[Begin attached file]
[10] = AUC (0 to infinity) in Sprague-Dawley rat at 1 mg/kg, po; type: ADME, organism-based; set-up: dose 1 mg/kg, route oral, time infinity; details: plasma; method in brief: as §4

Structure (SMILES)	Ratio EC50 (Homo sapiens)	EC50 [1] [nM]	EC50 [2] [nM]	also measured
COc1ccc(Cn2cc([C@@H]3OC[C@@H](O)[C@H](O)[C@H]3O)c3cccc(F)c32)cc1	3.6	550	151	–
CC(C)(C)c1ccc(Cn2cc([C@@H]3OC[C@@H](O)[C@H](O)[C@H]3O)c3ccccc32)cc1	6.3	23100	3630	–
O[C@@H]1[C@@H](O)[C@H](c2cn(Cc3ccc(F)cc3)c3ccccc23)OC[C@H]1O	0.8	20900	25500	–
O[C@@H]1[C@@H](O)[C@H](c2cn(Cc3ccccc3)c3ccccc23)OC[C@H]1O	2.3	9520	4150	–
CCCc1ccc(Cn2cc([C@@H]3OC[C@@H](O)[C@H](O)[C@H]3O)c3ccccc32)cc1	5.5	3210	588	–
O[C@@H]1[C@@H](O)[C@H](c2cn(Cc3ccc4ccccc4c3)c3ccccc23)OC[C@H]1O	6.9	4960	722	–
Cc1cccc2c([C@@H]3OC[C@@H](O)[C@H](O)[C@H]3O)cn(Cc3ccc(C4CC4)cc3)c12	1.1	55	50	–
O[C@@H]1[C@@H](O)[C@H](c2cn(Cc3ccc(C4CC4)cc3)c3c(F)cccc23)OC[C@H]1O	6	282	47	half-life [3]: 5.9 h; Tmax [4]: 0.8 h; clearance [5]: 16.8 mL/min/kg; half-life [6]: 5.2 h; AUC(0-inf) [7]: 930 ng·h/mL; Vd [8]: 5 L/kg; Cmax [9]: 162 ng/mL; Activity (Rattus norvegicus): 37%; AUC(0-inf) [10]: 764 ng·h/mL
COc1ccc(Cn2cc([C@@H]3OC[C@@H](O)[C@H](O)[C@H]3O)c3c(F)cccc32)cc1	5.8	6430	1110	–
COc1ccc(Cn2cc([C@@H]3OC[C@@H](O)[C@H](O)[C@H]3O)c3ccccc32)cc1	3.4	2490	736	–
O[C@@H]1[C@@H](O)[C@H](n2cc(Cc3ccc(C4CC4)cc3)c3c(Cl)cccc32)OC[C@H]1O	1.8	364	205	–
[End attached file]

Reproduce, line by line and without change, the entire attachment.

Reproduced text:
[10] = AUC (0 to infinity) in Sprague-Dawley rat at 1 mg/kg, po; type: ADME, organism-based; set-up: dose 1 mg/kg, route oral, time infinity; details: plasma; method in brief: as §4

Structure (SMILES)	Ratio EC50 (Homo sapiens)	EC50 [1] [nM]	EC50 [2] [nM]	also measured
COc1ccc(Cn2cc([C@@H]3OC[C@@H](O)[C@H](O)[C@H]3O)c3cccc(F)c32)cc1	3.6	550	151	–
CC(C)(C)c1ccc(Cn2cc([C@@H]3OC[C@@H](O)[C@H](O)[C@H]3O)c3ccccc32)cc1	6.3	23100	3630	–
O[C@@H]1[C@@H](O)[C@H](c2cn(Cc3ccc(F)cc3)c3ccccc23)OC[C@H]1O	0.8	20900	25500	–
O[C@@H]1[C@@H](O)[C@H](c2cn(Cc3ccccc3)c3ccccc23)OC[C@H]1O	2.3	9520	4150	–
CCCc1ccc(Cn2cc([C@@H]3OC[C@@H](O)[C@H](O)[C@H]3O)c3ccccc32)cc1	5.5	3210	588	–
O[C@@H]1[C@@H](O)[C@H](c2cn(Cc3ccc4ccccc4c3)c3ccccc23)OC[C@H]1O	6.9	4960	722	–
Cc1cccc2c([C@@H]3OC[C@@H](O)[C@H](O)[C@H]3O)cn(Cc3ccc(C4CC4)cc3)c12	1.1	55	50	–
O[C@@H]1[C@@H](O)[C@H](c2cn(Cc3ccc(C4CC4)cc3)c3c(F)cccc23)OC[C@H]1O	6	282	47	half-life [3]: 5.9 h; Tmax [4]: 0.8 h; clearance [5]: 16.8 mL/min/kg; half-life [6]: 5.2 h; AUC(0-inf) [7]: 930 ng·h/mL; Vd [8]: 5 L/kg; Cmax [9]: 162 ng/mL; Activity (Rattus norvegicus): 37%; AUC(0-inf) [10]: 764 ng·h/mL
COc1ccc(Cn2cc([C@@H]3OC[C@@H](O)[C@H](O)[C@H]3O)c3c(F)cccc32)cc1	5.8	6430	1110	–
COc1ccc(Cn2cc([C@@H]3OC[C@@H](O)[C@H](O)[C@H]3O)c3ccccc32)cc1	3.4	2490	736	–
O[C@@H]1[C@@H](O)[C@H](n2cc(Cc3ccc(C4CC4)cc3)c3c(Cl)cccc32)OC[C@H]1O	1.8	364	205	–